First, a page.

June 26, 2005
Unocal in Red
I'm not particularly concerned by the Chinese government's bid (through CNOOC Ltd., which they control 70% of) to buy Unocal. If they offer a better deal than Chevron, why not? Worries that Chinese ownership somehow compromises our national security strike me as way overblown. If we and China ever get to a point where we threaten each other, who owns Unocal and its relatively minor energy assets will be the least of our problems. Moreover, in wartime, business ownership is something less than an inviolable fact of nature. Stateside Unocal assets would be nationalized by America, not allowed to continue production for the hostile Chinese under some bizarre fetishization of property rights.
Further -- and this is really an important point -- we're not going to war with China. They do not threaten our national security. They are not our enemy. Purchases they want to make should not be subjected to a extra level of scrutiny as they are not a hostile, or even threatening, power. America certainly has the right to be annoyed at Chinese monetary policy, but a country attempting to keep their export industry at a comparative advantage is hardly unheard of and shouldn't be seen as a more aggressive move than it is.
China's growing. We all know that. They will be powerful. Many of us fear that. But we, and them, will be in infinitely better shape if we cultivate a constructive and friendly relationship rather than create a self-fulfilling prophecy by treating China as a threatening power. If they want to buy Unocal and are willing to outbid Chevron, more power to them. We want as many nodes of interconnection as we can have in order to ensure the disincentives to future hostility -- on either side -- are as significant as possible.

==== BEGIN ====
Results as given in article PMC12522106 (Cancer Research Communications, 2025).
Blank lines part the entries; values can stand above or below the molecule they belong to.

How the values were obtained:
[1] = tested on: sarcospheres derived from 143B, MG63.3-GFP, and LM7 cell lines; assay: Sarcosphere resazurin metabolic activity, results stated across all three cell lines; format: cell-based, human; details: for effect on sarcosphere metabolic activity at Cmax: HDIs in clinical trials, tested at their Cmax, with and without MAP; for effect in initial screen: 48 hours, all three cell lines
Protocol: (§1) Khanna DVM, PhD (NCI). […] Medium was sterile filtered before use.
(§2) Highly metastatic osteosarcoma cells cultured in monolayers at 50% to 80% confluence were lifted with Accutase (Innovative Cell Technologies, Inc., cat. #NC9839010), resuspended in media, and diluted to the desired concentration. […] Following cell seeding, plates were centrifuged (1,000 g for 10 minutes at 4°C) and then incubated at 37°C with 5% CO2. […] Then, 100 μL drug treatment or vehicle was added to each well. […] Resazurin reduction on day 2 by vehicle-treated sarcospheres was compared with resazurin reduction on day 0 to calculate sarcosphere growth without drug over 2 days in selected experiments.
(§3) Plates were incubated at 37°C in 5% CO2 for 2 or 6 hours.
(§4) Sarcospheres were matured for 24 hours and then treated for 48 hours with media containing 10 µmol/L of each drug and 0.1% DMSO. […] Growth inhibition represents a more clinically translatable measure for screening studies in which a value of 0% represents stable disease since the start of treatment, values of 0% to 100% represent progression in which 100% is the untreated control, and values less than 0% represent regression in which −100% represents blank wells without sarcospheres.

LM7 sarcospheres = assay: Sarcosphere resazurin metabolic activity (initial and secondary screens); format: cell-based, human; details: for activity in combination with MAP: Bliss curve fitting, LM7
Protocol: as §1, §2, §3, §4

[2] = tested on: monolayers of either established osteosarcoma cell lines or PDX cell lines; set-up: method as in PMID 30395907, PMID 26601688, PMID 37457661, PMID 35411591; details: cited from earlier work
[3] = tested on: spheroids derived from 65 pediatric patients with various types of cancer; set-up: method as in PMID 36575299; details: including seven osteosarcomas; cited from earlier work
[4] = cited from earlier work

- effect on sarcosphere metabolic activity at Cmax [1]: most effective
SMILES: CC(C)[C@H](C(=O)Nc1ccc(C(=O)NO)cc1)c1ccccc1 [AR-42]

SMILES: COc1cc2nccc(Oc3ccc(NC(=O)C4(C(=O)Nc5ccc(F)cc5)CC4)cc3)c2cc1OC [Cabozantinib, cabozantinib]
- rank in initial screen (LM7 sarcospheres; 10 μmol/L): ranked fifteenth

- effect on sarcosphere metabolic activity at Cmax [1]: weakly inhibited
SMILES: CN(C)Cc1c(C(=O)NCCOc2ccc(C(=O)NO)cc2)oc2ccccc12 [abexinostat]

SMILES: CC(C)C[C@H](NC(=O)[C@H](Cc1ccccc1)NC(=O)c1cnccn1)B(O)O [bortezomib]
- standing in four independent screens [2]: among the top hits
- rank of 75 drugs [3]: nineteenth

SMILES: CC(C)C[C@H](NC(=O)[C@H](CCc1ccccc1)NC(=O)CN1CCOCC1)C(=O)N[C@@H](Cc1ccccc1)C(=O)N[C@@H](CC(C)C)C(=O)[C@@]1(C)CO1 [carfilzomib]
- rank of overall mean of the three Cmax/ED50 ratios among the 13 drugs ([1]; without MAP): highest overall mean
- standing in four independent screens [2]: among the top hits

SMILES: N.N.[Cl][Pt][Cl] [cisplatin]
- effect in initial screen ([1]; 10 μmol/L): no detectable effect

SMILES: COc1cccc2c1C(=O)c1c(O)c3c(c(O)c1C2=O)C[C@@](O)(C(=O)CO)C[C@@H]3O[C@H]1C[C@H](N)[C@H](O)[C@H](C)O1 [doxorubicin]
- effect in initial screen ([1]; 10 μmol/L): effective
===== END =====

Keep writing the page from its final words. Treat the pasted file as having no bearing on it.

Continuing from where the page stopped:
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As China's economy grows and industrializes, it's beginning to compete directly with the US for limited oil supplies. If you've been following the peak oil debate, you'll understand that the concern isn't just price, it's shortages and rationing. China doesn't have a free market economy and can and does use economic power to advance national political goals. Why would this country want to allow a potential future adversary to gain leverage over the single most important commodity in our economy and society? We're talking something far short of war, here- this is about the ability to assert pressure where it can be used to influence policy.
Posted by: JR | Jun 26, 2005 5:20:21 PM
Stateside Unocal assets would be nationalized by America, not allowed to continue production for the hostile Chinese under some bizarre fetishization of property rights.
Are people ever going to learn to stop giving the Bush administration the benefit of the doubt?
we're not going to war with China. They do not threaten our national security. They are not our enemy.
See previous note. The fact that someone doesn't threaten us doesn't even slow our current leaders down.
Posted by: Geoduck | Jun 26, 2005 6:48:35 PM
Robert Farley has started an interesting series on the US relationship with China over at Lawyers, Guns, and Money. He's pretty pursuasive in arguing that talk of current conflicts and the potential for more in the future are overblown.